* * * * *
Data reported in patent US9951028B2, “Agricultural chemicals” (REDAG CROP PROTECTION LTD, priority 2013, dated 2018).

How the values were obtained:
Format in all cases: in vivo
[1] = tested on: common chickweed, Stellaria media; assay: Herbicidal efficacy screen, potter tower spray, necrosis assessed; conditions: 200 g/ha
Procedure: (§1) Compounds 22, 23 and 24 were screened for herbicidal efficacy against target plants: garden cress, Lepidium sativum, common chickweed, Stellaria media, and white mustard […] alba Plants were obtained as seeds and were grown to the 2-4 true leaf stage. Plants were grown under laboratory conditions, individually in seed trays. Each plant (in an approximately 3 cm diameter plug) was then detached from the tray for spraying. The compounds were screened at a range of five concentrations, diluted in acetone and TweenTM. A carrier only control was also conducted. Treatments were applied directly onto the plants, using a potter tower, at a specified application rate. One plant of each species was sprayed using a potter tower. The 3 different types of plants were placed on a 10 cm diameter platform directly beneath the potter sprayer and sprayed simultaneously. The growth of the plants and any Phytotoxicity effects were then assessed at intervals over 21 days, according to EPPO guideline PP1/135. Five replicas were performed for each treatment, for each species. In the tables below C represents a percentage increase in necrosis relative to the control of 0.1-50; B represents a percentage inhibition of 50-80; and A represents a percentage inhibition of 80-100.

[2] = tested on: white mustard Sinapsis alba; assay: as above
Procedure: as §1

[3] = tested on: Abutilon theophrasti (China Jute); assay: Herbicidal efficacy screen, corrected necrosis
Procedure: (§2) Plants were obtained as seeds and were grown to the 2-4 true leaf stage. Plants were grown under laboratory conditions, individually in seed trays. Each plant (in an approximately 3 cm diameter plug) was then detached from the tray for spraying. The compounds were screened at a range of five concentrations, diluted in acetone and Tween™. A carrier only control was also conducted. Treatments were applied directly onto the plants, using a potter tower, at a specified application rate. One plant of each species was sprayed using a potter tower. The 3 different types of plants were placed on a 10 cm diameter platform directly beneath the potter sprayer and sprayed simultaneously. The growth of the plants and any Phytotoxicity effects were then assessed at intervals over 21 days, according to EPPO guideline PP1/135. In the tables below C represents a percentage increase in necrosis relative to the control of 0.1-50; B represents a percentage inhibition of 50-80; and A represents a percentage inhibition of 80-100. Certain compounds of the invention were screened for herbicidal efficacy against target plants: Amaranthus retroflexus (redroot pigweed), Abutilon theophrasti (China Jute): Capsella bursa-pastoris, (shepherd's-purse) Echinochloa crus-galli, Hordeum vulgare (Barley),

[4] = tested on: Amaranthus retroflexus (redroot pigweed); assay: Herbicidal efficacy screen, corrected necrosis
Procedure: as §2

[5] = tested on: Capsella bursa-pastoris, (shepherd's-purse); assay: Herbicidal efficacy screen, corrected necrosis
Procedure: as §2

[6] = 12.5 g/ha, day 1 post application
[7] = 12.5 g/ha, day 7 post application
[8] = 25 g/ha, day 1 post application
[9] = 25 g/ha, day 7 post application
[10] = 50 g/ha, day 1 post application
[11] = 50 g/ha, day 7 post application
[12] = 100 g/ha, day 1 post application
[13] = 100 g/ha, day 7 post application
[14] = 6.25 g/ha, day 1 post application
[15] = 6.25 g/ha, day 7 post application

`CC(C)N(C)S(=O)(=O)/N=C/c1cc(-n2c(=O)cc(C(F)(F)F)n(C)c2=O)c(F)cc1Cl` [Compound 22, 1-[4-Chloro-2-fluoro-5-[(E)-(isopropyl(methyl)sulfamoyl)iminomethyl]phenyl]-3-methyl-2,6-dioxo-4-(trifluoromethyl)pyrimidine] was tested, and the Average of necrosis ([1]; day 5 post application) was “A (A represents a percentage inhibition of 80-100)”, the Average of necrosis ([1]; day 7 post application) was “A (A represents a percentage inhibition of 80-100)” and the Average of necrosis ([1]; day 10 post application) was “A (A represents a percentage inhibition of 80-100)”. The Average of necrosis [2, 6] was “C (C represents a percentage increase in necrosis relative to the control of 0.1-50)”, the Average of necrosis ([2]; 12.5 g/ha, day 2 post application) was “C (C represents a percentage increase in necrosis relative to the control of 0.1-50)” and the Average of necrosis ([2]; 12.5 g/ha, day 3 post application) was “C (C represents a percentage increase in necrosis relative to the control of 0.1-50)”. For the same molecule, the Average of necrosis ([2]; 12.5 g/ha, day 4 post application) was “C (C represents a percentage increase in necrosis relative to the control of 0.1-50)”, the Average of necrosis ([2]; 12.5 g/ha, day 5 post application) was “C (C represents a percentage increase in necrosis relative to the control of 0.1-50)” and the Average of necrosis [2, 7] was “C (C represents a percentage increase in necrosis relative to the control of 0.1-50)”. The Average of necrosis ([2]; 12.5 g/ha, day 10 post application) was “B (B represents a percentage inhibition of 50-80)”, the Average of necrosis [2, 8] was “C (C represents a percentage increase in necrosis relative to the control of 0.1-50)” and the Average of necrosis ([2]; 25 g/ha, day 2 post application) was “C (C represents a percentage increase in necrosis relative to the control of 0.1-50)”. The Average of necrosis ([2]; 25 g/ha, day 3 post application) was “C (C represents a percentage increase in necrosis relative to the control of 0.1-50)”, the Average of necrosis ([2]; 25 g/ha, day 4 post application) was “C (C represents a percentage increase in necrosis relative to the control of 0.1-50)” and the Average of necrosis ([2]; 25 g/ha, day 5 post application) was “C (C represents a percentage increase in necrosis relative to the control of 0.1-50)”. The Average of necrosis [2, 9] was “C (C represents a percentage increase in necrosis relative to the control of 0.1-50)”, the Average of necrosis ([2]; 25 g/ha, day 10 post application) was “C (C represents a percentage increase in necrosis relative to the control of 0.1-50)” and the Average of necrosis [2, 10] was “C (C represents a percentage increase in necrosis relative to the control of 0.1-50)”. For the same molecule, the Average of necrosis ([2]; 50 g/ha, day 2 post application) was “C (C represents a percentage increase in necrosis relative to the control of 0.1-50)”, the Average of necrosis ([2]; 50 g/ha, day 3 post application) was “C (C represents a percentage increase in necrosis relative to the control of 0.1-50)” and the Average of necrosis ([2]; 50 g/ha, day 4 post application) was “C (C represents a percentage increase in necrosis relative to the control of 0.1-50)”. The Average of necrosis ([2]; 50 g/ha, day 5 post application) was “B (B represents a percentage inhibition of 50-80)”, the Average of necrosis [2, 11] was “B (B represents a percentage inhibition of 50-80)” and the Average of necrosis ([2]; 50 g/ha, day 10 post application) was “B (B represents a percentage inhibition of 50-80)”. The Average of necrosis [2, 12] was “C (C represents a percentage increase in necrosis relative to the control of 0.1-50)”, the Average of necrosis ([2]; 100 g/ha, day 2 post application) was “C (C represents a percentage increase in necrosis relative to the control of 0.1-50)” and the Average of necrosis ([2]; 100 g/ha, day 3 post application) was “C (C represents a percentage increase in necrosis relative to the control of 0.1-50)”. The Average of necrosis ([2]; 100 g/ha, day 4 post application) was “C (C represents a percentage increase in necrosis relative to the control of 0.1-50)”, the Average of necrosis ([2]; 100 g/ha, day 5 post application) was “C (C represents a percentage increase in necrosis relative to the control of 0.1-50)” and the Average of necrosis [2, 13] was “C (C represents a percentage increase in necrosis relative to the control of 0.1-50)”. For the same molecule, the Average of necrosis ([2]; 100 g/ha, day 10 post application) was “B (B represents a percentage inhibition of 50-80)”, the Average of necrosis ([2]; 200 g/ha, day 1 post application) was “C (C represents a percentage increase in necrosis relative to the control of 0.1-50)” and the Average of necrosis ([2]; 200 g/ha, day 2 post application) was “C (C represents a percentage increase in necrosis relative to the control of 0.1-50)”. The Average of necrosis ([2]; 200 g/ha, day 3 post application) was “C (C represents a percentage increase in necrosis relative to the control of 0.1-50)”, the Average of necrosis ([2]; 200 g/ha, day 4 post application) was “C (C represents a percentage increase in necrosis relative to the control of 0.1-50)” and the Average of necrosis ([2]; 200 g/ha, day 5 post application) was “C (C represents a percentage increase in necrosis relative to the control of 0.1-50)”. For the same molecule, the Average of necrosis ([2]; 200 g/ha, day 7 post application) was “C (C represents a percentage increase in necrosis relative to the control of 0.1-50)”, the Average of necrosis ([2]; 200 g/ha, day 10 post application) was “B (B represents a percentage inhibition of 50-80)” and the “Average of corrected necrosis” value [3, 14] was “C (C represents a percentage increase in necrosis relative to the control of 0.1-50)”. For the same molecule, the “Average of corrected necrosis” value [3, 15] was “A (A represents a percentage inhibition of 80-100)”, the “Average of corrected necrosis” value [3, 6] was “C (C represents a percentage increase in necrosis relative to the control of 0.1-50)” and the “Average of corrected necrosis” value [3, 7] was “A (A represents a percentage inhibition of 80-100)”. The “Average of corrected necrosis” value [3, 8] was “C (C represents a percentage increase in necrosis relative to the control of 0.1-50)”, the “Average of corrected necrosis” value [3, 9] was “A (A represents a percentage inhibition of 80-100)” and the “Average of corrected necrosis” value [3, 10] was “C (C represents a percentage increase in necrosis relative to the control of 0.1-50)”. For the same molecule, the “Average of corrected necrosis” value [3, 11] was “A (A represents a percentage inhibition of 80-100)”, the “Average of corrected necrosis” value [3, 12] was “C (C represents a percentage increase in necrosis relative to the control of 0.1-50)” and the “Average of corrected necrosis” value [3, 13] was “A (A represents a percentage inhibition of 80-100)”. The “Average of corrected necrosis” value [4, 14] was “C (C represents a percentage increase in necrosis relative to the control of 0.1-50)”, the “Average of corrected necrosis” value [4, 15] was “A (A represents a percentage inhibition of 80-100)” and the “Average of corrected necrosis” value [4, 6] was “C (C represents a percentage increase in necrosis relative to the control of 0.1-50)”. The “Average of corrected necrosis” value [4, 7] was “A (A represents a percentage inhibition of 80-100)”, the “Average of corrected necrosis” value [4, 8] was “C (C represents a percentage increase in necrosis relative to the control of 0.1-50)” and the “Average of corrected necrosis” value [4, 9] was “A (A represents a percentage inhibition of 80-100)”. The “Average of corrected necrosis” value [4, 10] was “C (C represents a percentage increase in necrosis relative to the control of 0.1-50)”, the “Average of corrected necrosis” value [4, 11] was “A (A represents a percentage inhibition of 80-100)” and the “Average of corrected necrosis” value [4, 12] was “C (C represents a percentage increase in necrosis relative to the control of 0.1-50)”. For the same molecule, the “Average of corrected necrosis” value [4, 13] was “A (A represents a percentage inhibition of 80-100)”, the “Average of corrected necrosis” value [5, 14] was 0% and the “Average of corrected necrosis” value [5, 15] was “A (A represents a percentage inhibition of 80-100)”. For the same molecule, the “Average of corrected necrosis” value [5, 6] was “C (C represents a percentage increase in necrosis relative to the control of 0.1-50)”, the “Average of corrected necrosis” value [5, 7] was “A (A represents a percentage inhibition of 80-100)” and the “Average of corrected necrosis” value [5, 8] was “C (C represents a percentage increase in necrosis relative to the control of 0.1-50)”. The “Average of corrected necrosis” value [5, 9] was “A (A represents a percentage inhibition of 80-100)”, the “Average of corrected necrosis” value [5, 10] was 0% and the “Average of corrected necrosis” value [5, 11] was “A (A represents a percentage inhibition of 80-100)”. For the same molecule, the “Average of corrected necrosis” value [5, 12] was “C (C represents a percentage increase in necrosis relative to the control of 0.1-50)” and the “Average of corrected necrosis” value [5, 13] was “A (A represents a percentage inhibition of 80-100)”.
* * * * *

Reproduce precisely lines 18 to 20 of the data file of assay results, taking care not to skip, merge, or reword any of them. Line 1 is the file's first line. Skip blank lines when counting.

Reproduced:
[10] = 50 g/ha, day 1 post application
[11] = 50 g/ha, day 7 post application
[12] = 100 g/ha, day 1 post application